Secretary of State

Christopher Greenup

Term of OfficeFebruary 3, 1813 - March 13, 1813
Significant AccomplishmentsHe served in two of the Danville conventions that led to Kentucky's statehood in 1792. He served as Governor of Kentucky (1804-1808).
Governor during his term of OfficeGov. Isaac Shelby
Assistant Secretary of StateFleming Trigg
EducationAdmitted to the Bar in 1783, opening his law practice in Fayette County.
Spouse(s)Mary Catherine Pope
ResidenceKentucky (Fayette County; Franklin County)
OccupationAttorney; Land Surveyor & Speculator
Birth Date1/1/1753
Birth PlaceVirginia (Westmoreland or Loudon Co.)
Date of Death4/17/1818
Place of DeathKentucky (Frankfort, Franklin County)
Place of BurialKentucky (Frankfort Cemetery, Franklin County)
National OfficesU.S. Congress (1792-1797)
Other State Offices HeldState Elector; Member of the Court of Oyer & Terminer; Clerk of the District Court at Harrodsburg (1785-1792); House of Representatives (1798); Senate Clerk (1799-1802); Ky. Governor (1804-1808); Asst Secretary of State (Aug. 1812- prob. 2/3/1813)
County Offices HeldJudge of the Franklin Circuit Court (1802); Franklin County Justice of the Peace (1812).
Military ServiceRevolutionary War: Lieutenant (Continental Army) & Colonel (Virginia Militia)
NoteBorn circa 1750 in Westmoreland or Loudon County, Va. (Note: Please disregard 1/1/1753 date of birth). Some resources list his date of death as April 27, 1818.
Historical FirstsOne of the original Trustees of Transylvania University, Lexington, Ky.
First former Governor to be appointed Kentucky Secretary of State.
Greenup County and the county seat, Greenup, are named in honor of Christopher Greenup's service to the Commonwealth.

Christopher Greenup was born circa 1750, in Loudoun or Westmoreland County, Virginia. His parents are unknown. He studied surveying and the law before seeing service as a colonel of the Virginia Militia during the Revolutionary War. He also served as an officer in the Continental Army. In 1781, he moved to Lincoln County in what was then trans-Appalachian Virginia where he practiced law while also engaged in surveying and land speculation.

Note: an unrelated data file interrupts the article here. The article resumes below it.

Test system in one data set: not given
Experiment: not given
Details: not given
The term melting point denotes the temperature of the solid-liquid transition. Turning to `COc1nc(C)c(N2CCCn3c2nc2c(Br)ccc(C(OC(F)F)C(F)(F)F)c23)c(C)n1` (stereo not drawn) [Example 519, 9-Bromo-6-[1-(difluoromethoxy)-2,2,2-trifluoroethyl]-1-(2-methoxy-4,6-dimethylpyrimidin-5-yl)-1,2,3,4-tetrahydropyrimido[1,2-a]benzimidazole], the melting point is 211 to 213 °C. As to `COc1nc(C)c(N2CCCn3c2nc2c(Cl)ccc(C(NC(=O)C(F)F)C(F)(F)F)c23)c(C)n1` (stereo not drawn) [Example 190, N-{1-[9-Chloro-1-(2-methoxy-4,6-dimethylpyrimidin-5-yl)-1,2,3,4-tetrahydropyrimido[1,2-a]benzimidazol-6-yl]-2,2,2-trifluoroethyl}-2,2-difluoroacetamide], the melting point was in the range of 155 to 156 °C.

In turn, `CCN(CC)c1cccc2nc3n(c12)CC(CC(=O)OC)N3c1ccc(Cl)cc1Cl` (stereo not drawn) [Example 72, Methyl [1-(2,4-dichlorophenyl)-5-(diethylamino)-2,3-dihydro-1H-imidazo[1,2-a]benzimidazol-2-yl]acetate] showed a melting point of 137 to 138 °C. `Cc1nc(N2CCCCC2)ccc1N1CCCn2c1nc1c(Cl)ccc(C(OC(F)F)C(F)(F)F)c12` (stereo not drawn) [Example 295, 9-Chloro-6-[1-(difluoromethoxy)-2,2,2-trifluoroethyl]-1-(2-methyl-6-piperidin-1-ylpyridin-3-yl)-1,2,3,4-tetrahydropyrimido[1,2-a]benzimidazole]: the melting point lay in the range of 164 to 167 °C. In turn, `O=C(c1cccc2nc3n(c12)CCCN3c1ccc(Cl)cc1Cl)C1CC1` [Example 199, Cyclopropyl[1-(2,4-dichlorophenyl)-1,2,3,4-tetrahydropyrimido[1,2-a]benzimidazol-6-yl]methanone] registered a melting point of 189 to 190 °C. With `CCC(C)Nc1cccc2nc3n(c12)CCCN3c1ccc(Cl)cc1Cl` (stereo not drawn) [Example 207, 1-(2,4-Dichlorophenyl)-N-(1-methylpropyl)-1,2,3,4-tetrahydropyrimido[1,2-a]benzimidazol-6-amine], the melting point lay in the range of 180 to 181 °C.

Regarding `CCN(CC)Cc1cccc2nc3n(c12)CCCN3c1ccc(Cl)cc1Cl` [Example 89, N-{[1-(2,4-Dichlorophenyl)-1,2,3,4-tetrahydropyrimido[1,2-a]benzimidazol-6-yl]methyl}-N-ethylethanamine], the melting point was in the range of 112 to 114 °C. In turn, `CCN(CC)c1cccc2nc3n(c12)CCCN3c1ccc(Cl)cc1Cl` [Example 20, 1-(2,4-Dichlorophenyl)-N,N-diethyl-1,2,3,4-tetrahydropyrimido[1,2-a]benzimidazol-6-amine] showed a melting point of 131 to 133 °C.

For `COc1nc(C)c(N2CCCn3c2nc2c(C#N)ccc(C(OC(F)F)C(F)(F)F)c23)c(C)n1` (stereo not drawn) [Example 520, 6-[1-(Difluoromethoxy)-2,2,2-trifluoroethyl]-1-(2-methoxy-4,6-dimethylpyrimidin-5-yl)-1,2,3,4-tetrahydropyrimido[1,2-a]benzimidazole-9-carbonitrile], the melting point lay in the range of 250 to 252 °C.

He held a variety of political and judicial posts in the 1780s. In 1787, while in Virginia, he married Mary Catherine Pope, a daughter of Nathaniel and Lucy Fox Pope. Greenup moved to Frankfort in 1792 where he served as a state elector and as a member of the Court of Oyer and Terminer. He resigned this judicial position to run for the U. S. Congress as a Jeffersonian-Republican in 1792. He was elected and served two terms from 1792 to 1797. In 1798, he was elected to the Kentucky House and then served as clerk of the Kentucky Senate from 1799 to 1802.

He ran for Governor in 1800 and finished second in a four-man race. In 1804, he ran for Governor unopposed. Although he had a good relationship with the General Assembly, he was not able to win approval for his reform proposals, including state support for education.

After he left office, Greenup pursued his various business enterprises. In August 1812, Secretary of State Martin D. Hardin, with the approbation of Governor Isaac Shelby, appointed Christopher Greenup, Esquire, to serve as Assistant Secretary of State. (Ref: Governor Isaac Shelby's Executive Journal, 1812-1818, pg 4.)

On December 15, 1812, Martin Hardin resigned his office. On February 3, 1813, Governor Isaac Shelby nominated Christopher Greenup to serve as Kentucky’s Secretary of State. On February 4, 1813, Christopher Greenup, Esquire, was commissioned Secretary “with the approbation of the Senate” to serve "during good behaviour and the present Governor’s term.” (Ref: Governor Isaac Shelby’s Executive Journal, 1812-1818, pg. 53)

On March 13, 1813, Governor Isaac Shelby received the resignation of Christopher Greenup, Esquire, as Secretary of State. Upon receipt of Greenup’s resignation, Martin D. Hardin was commissioned a second time to serve as Governor Shelby’s Secretary of State. (Ref: Governor Isaac Shelby’s Executive Journal, 1812-1818, pgs. 63-64.)

Christopher Greenup died at his home in Frankfort on April 17, 1818, and was buried in the Frankfort Cemetery.


"Biographical Cyclopedia," (1896), pgs 577-78;

"Biographical Encyclopedia," (1878), pgs 200-201;

Collins, "History of Kentucky, Vol. II," (1874), pgs 203-4;

Harrison, ed., "Kentucky Governors," (2004), pgs 12-15;

"Kentucky Encyclopedia," (1992), pgs 388-89;

Governor Isaac Shelby's Executive Journal, 1812-1818, pgs 4, 53, 63-64.